Garvin explores her loss and grief with an empathetic understanding that makes it clear Alice is in no position to just have a flick switched and have everything return to normal; which is why the arrival of Jake and Harry, and the changes they bring, are all the more remarkable because there is magical waving of the wand going on here.
These people, especially Alice, are in real pain, suffering real loss and dislocation and so they’re coming together while richly rewarding and lifechanging is hard earned and real, the kind of development that doesn’t come about simply on the basis of a heartwarming narrative whim.
Yes, they are all the better for becoming part of a surprise found family but their path to some kind of happy ever after isn’t easy, it is simple and while they support each other unconditionally, that doesn’t simply magic away all the tough times and obstacles that still lie in their path.
That’s likely why the trajectory of The Music of Bees feel it is real and true because while these people do find redemption, hope and love with each other, the existence of their familial bonds doesn’t fix everything overnight.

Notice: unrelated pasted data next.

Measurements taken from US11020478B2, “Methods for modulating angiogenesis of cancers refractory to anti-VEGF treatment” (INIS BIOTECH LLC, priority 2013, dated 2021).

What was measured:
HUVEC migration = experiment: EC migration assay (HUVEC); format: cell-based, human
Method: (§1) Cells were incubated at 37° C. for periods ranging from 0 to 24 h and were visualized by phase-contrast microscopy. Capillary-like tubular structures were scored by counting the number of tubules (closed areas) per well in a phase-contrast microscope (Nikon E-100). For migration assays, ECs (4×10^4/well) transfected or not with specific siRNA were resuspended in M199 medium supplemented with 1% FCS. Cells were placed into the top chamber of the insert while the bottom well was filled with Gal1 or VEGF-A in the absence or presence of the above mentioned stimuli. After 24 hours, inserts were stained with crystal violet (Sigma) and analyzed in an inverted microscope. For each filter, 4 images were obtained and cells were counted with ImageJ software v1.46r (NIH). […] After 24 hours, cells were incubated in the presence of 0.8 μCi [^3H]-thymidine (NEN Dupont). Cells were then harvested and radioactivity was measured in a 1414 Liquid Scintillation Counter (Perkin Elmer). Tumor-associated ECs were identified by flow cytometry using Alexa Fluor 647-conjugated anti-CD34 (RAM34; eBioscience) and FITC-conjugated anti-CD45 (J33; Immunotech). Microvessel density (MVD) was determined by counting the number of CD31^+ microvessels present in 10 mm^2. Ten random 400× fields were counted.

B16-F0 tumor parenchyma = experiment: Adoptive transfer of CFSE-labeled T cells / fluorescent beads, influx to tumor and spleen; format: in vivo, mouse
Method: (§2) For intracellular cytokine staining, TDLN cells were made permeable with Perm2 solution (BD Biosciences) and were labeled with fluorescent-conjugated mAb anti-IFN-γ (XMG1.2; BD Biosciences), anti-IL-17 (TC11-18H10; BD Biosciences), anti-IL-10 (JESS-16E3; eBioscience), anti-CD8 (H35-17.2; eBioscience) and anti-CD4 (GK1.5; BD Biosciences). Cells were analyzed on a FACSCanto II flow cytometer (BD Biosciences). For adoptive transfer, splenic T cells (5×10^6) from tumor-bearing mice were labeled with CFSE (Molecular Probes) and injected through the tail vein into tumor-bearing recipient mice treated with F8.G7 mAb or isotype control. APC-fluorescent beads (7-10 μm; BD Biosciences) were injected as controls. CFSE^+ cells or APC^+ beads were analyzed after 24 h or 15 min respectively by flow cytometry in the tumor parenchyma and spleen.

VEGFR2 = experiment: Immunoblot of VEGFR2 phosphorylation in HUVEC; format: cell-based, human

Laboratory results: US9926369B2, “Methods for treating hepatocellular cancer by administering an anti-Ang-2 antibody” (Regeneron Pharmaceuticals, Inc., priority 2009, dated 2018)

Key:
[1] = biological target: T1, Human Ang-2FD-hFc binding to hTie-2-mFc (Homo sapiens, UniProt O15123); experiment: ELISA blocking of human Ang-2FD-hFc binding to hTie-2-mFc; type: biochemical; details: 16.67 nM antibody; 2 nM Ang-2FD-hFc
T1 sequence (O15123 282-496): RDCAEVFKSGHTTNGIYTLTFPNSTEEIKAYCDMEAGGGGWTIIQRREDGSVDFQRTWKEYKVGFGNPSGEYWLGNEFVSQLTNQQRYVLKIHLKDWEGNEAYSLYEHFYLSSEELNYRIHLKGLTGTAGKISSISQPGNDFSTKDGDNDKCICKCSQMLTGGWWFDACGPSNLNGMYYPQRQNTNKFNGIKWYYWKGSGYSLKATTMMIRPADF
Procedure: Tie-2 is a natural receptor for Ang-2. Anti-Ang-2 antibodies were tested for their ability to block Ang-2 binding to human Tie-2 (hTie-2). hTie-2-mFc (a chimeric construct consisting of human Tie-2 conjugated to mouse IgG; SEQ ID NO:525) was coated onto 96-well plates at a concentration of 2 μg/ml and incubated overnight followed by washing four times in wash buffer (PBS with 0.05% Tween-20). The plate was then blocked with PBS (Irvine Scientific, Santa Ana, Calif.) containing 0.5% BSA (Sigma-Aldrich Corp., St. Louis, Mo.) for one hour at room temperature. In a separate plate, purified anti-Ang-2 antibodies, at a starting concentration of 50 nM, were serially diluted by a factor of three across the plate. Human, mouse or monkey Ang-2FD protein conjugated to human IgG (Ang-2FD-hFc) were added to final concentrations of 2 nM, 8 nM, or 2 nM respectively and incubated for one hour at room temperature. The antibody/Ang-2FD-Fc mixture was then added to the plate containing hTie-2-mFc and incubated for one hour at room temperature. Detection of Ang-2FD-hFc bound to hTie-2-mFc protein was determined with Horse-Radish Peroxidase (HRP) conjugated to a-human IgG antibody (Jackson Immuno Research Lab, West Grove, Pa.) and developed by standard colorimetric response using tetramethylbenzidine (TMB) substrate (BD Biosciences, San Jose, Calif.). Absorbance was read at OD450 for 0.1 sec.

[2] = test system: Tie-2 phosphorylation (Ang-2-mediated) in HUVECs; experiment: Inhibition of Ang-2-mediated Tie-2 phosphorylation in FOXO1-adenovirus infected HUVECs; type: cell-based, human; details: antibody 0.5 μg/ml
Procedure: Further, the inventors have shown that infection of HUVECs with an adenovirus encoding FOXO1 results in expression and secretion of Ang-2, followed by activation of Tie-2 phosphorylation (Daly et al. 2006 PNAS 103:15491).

Garvin balances the brutal bleakness of life with the promise of what may come, and what is needed to happen and just might now these three have found each other, imbuing The Music of Bees with the kind of verdant hope we all need when we feel lost and alone, as if life has no place for us.
It turns out it does, and as Alice, Jake and Harry, all of whom will find a firm and enduring place in your hearts, journey towards a place of renewed purpose and belonging, with a few messy and trying deviations along the way, it becomes abundantly, reassuringly clear, that the worst is not always the ending and perhaps the best, against all apparent odds, is waiting just around the corner.